West Tisbury voters will decide a $17 million budget

School costs are expected to figure largely in the budget discussion.

Martha's Vineyard Times file pho

West Tisbury voters will gather for annual town meeting at 7 pm, Tuesday, April 14, at the West Tisbury School to address a 48-article warrant that includes a $16.95 million operating budget rejected by the finance committee.

The budget represents an increase of more than $1 million, or 9.6 percent over fiscal year 2015, which ends June 30, and will require a Proposition 2.5 override vote. The FinCom rejection, its first in almost 15 years, focused on increased school costs.

Two days later, on Thursday, April 16, voters go to the polls at the Public Safety Building on State Road to elect town officers and to vote on three Proposition 2.5 overrides. There is only one contested race. Selectman Jeffrey “Skipper” Manter faces a last-minute challenge from taxi cab owner Benoit Baldwin, who announced his intention to run as write-in candidate for the position.

The ballot questions include school funding requests and a request to help fund a county-engineered purchase of the former VNA building in Tisbury for use by the Center for Living.

A request to finance a new school playground has been pulled by the Up-Island Regional School District (UIRSD) committee, but not in time to remove it from the ballot.

At the start of the meeting, voters will be asked to dedicate the lobby of the West Tisbury Free Public Library in memory of Francis “Pat” Gregory, the much-beloved longtime town moderator who was murdered while on vacation, hiking in California last May.

Dan Waters, newly elected town moderator, will step up to the podium in his place.


The annual will not be a walk in the park. The FinCom called its rejection of the town budget an “unprecedented decision” in an OpEd published in The Times last week (“Why we said no to the West Tisbury budget”). Two members of the FinCom, Greg Orcutt and Doug Ruskin, told The Times they hope their action to not recommend the budget will promote informed discussions of the town’s finances and the expense of the schools in particular.

“The line items can be decreased on the town meeting floor,” Mr. Ruskin said. “At some point we, as a town, need to address these issues. I believe there can be structural changes made to improve the budget without education suffering at all.”

The FinCom’s primary concerns are the proposed increase in education costs, which would be 57 percent of the town’s budget, accounting for 82.5 percent of the total increase in the budget.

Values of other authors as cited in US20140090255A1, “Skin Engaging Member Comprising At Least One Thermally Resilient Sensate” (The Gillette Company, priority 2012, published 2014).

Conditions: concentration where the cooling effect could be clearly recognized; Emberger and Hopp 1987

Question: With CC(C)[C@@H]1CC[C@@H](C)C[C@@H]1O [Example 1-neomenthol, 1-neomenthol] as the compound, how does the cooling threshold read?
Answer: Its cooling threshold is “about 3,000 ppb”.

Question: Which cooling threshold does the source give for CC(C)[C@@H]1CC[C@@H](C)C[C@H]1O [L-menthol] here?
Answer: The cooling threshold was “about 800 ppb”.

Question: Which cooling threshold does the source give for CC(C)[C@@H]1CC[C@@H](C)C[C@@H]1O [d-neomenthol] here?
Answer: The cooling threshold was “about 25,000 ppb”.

The FinCom letter stated, “West Tisbury’s share of the cost of operating the Up-Island Regional School District (UIRSD) alone will increase 11.8 percent this year, with the average per capita student spending rising to $29,061. The increase over two years has been 22.2 percent.”

The FinCom recommended greater financial restraint by the Island’s schools, and pushing for more state funds to fund state-mandated programs.

The letter also highlighted the impending costs of funding the town’s other post-employee benefits (OPEB), nonpension benefits paid to both school and town employees, which local governments are feeling the pressure to fund rather than list as liabilities. The FinCom said that the unfunded OPED liabilities are likely to have a significant effect on the long-term finances of the Island towns.

In contrast to the UIRSD increase, the Martha’s Vineyard Regional High School budget is increasing by about $60,000, or 2.3 percent, to $2.6 million, after having dropped by $130,000 in FY15.

Level mostly

The library has requested a 15 percent increase of $87,622, from $594,638 to $681,260, for a new position related to increased library usage and an increase in cleaning costs, according to library director Beth Kramer. Most of the town departments budgeted for level funding, at the request of the selectmen, with the exception of a 1.6 percent across-the-board cost-of-living increase for full-time employees.

Police, fire, and ambulance services will all increase, mostly due to salary increases. Total public safety costs will increase from $1,883,148 to $1,985,513.

A request for $25,000 for additional money to complete the Mill Brook watershed study will be decreased to $6,600 on the floor of the meeting, according to watershed study committee member Cynthia Mitchell, who said savings from using volunteers and contributions from conservation organizations and a monetary contribution from the Martha’s Vineyard Commission will cover the rest of the anticipated costs.

Voters will decide whether to approve the allocation of Community Preservation Act (CPA) funds. Requests include $98,000 for rental assistance in West Tisbury, $40,000 to pay debt service on the acquisition of the Maley/Field Gallery; a $50,000 contribution to help rebuild the roof of the Martha’s Vineyard Museum of the Marine Hospital; $45,000 to fund the Martha’s Vineyard Regional High School track and field facility; $100,000 to help fund six affordable-housing units at 6 Water Street in Vineyard Haven; and $75,000 to restore the West Tisbury cemetery fence.

A two-thirds vote will be required to designate portions of Pine Hill Road, Red Coat Hill Road/Motts Hill Road, Shubael Weeks Road, and Old Coach Road as “special ways.”

The most significant changes in a series of zoning bylaw articles would increase the maximum size of a guesthouse from 800 to 1,000 square feet, and of an accessory apartment from 500 to 800 square feet. Planning board associate member Henry Geller said that many of the proposed changes eliminate bylaws covered by state law and other town bylaws.